Are the perpetrators also victims; and the victims also perpetrators; are the prison officers neutral or do they have a conflict of interest within the system; is it possible to declare yourself neutral, disinterested or unaffected by the totality of the circumstances and events at play?

These and many other questions come to the fore all within the toxic and bogus brew of race – an obnoxious and disgraceful facet of life in America, though the country still bravely struggles to transcend it with varying degrees of success and abject tragedy.

*****Kimonti Carter, pictured at Clallam Bay Corrections Center, is a Black Prisoners’ Caucus and education program leader. He is serving a life sentence with no possibility of parole and is featured in the film “Since I Been Down.” (Canh Nguyen / “Since I Been Down”).******

When asked about their thoughts on justice; the admission by the two Police Officers (who were the point men in effecting arrests within the Tacoma Hilltop neighborhood) that they had absolutely no concept of the word was enough to bring gasps of dismay from certain sections of the audience.

Need we remind ourselves then that justice is a concept that originated from Africa – perhaps that is why it still struggles to gain a foothold all over the world……and even today within Africa itself?

“Gangs are not the root cause. Drugs are not the root cause. These are public health issues,” says Sheppard in a prior interview while reflecting on the human cost and ultimate ineffectiveness of punitive policies. “Instead of going to the root cause, it was a pipeline to prison; a pipeline to punishment. I think of [Equal Justice Initiative founder] Bryan Stephenson, who says that the answer to poverty is not wealth; the answer to poverty is justice.”

Film still of Tonya Wilson.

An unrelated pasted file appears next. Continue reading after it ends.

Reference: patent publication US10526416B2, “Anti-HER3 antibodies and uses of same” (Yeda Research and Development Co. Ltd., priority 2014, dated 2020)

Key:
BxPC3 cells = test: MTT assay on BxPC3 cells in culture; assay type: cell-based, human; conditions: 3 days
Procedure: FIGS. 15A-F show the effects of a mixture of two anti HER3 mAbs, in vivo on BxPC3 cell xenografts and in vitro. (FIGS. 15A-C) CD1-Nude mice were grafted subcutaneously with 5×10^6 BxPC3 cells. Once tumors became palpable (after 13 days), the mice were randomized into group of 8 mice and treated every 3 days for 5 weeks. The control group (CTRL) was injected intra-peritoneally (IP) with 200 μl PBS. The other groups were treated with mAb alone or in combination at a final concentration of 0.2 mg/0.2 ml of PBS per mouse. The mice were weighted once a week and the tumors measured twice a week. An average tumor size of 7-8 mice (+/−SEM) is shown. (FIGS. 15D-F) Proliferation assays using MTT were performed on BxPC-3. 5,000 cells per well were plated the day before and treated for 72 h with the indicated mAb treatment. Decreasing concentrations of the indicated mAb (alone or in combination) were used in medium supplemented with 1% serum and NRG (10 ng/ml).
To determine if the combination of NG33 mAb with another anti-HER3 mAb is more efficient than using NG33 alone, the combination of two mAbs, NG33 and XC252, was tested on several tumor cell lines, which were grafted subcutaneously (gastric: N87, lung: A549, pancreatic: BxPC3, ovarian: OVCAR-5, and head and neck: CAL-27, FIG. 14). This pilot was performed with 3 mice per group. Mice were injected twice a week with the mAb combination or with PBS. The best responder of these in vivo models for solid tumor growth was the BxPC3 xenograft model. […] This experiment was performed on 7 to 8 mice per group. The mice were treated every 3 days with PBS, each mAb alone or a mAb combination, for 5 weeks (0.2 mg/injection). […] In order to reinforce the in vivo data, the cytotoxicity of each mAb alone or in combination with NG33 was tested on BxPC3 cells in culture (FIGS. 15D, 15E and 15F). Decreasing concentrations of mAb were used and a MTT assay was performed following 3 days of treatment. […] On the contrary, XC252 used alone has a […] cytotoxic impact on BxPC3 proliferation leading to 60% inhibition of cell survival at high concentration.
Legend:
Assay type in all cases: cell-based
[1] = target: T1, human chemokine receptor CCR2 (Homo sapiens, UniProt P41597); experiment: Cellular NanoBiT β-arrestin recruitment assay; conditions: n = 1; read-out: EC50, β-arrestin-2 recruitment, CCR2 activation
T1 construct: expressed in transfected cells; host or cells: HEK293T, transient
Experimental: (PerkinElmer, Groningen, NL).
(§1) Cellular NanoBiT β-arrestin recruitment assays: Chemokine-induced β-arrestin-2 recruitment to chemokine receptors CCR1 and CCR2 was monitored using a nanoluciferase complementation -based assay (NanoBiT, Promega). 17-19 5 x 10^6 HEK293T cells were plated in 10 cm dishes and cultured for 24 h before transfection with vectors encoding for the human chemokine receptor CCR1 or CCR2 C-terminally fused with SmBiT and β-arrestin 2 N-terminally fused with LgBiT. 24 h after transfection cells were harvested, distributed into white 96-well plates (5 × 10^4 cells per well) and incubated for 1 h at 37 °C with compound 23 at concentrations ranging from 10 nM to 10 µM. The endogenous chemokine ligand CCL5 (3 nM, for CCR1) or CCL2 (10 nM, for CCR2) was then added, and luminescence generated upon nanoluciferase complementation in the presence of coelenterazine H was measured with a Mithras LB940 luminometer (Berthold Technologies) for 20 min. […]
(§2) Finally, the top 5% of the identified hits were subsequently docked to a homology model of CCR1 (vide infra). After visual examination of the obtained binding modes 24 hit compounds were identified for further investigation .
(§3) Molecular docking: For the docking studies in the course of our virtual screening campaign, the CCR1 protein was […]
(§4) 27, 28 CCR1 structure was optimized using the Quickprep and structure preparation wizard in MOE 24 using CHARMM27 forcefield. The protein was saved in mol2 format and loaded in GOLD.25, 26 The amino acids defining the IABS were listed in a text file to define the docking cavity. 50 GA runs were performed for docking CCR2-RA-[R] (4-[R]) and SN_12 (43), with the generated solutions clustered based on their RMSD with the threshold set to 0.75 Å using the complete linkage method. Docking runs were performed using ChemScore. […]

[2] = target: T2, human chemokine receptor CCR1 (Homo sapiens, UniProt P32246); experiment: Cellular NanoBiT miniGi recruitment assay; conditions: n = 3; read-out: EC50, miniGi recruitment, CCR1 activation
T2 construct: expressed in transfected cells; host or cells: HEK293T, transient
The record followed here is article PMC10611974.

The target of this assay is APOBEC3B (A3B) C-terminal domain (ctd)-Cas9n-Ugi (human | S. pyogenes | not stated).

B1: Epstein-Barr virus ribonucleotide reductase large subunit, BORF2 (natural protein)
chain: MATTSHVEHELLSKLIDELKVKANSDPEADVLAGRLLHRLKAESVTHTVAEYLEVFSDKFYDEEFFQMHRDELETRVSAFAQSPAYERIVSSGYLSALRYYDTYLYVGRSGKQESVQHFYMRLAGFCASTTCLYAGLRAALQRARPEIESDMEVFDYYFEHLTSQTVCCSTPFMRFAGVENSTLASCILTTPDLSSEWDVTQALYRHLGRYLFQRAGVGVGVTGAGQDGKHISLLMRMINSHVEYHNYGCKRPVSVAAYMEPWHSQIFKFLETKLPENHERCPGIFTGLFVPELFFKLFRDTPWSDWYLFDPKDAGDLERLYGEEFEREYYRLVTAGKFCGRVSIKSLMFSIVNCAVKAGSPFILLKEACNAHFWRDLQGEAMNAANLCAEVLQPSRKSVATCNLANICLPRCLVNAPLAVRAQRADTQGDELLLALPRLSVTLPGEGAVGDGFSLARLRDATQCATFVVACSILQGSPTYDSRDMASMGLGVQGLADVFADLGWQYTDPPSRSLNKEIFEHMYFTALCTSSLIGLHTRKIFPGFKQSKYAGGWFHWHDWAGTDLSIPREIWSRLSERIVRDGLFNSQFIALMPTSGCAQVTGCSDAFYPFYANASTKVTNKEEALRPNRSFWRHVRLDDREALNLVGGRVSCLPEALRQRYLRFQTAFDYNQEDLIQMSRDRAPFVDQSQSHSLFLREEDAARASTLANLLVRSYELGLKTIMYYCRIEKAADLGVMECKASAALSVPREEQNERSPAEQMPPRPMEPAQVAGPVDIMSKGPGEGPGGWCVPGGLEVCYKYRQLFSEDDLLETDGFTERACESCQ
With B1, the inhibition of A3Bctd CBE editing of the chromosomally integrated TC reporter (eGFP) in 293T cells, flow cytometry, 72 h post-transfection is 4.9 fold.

But the disciplined posture of the incarcerated persons as evidenced by their always resolute and dignified filed entrance into their classroom shows us the indomitable nature of the human spirit.

They had to write their own syllabus and teach themselves since no professors would come and teach them with the explanation that the prisons were located in remote and desolate places.

The incarcerated persons came together as human beings in order to attempt to resolve problems that those on the outside with their “unfettered freedom” and resources had done very little to address.

The attitude of the “been down” people as exemplified by the gripping choreography of Marcus Cooper and the sublime moves of the praise dancers on the steps of the courthouse leaves us all with brimming hope.

It is not at all surprising that already Sheppard’s powerful, deeply moving and highly reflective film has been shown at over 20 film festivals and influenced immediate changes in legislation within Washington State.

Film still of Andre Parker.


  1. Very moving. It shows a deep thinker who has invested so much knowledge searching into her work so that she can illustrate the dehumanization and trauma that accompany incarceration!

  2. A truly amazing and finely sculptured film. Sorry I missed you and Damali. So long!